exactly squatters, but this priceless piece of Australian heritage has certainly attracted some unexpected occupants in recent times.
A number of pigeons apparently decided that home of the first free settler granted land in NSW, Australia, was a good place to see out the cooler months.
They found their way into the roof of the cottage and - with Spring getting closer every day - decided to build nests ... and yet more nests ... and yet more.
Few animals are as maligned as pigeons. Who hasn’t heard the description "rats with wings”?
And the Rose Cottage inhabitants certainly created a few problems for society volunteers who already face a constant task maintaining the Wilberforce building and its grounds.
For a start, accumulated nesting material had to be removed to prevent it becoming a fire and vermin hazard.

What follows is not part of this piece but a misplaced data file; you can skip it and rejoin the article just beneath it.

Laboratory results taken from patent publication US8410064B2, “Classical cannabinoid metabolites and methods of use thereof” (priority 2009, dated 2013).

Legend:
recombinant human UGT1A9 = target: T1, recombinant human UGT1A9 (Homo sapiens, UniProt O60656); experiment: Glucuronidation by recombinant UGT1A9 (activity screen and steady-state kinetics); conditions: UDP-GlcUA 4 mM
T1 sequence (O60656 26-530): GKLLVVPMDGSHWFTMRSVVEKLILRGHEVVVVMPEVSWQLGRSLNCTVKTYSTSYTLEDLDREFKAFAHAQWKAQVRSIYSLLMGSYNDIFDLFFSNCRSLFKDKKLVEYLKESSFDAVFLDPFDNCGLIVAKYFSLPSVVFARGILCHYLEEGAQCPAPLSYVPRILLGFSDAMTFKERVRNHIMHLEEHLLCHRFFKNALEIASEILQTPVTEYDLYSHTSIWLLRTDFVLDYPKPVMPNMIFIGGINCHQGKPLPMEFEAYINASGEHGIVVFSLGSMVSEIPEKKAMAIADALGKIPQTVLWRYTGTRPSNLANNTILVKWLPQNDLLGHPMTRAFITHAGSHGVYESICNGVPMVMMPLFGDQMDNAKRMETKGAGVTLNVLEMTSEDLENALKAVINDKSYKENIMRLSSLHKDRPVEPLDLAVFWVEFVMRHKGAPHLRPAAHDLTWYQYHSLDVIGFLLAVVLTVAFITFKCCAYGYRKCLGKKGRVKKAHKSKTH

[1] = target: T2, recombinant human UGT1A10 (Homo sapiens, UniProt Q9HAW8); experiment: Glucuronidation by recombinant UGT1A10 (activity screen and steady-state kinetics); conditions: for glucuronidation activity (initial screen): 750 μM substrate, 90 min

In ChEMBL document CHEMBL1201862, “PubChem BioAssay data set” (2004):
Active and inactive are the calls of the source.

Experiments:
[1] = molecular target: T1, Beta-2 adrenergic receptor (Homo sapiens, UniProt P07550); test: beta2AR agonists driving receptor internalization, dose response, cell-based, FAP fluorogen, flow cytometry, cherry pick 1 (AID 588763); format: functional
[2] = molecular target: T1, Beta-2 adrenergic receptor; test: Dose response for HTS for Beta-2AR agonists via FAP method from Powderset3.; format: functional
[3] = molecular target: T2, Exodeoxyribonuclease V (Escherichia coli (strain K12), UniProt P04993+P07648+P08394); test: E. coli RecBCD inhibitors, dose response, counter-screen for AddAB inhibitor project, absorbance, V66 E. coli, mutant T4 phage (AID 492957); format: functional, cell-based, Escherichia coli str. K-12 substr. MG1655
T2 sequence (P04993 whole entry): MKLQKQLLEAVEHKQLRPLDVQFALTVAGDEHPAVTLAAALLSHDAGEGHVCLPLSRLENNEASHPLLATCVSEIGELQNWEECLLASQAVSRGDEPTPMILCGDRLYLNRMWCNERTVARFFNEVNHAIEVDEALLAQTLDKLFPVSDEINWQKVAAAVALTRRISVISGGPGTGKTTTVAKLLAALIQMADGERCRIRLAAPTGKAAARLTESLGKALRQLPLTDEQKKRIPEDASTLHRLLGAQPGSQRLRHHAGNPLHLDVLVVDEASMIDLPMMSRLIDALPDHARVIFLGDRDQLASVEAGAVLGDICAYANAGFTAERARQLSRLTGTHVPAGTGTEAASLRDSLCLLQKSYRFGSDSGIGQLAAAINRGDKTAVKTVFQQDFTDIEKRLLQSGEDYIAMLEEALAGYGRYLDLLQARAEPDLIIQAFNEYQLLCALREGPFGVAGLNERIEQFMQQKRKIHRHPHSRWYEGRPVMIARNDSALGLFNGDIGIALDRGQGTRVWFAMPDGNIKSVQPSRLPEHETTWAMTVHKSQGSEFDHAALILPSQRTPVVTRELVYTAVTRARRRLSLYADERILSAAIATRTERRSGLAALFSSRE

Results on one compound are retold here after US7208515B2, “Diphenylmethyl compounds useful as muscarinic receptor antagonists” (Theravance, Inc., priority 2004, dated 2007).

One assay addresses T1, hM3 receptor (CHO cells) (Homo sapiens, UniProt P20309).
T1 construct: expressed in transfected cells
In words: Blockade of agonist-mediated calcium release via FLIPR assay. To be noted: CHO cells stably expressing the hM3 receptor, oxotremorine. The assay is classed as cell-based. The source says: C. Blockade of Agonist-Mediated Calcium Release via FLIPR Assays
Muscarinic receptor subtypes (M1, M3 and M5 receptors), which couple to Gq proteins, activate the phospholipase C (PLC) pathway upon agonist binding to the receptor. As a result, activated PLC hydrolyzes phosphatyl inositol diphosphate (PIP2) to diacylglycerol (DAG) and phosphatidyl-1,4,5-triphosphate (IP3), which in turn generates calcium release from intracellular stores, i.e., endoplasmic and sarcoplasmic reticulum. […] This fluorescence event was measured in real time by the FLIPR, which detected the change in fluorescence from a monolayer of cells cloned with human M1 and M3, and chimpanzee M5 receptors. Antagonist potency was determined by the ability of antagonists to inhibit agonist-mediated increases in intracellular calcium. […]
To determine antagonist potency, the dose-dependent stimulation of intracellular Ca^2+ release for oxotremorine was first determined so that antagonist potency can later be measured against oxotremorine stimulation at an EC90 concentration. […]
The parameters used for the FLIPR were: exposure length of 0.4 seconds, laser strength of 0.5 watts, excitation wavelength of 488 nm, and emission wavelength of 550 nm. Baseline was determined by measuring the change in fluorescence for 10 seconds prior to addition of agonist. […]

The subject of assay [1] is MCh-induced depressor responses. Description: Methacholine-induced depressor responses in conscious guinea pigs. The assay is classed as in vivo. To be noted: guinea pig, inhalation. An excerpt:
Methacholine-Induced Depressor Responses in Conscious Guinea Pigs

Pigeon droppings had to be cleaned up and, more importantly than all this, the cottage had to be made pigeon-proof.
This was done by fitting ‘bird wire’ around the eaves to block the birds from entering.
But, like most stories, there’s a footnote of sorts.
When the pigeons were first discovered in the roof of Rose Cottage, some of the nests contains eggs.
Being old softies, the society volunteers couldn’t bring themselves to abort these pigeon hatchings.
So, they left a section of the bird wire unhooked for a few weeks to allow the eggs time to hatch and the little pigeons to make good their escape.
That’s exactly what happened.
The cottage is now clean and secure and our volunteers have undoubtedly made a lot of new friends - of the feathered variety.
If you can spare just a little time to help our volunteers with their maintenance task, please come along to Rose Street, Wilberforce on the third Saturday of each month.
Watch this website and our Twitter feed for any changes to this time.
Pigeon photo courtesy Wikimedia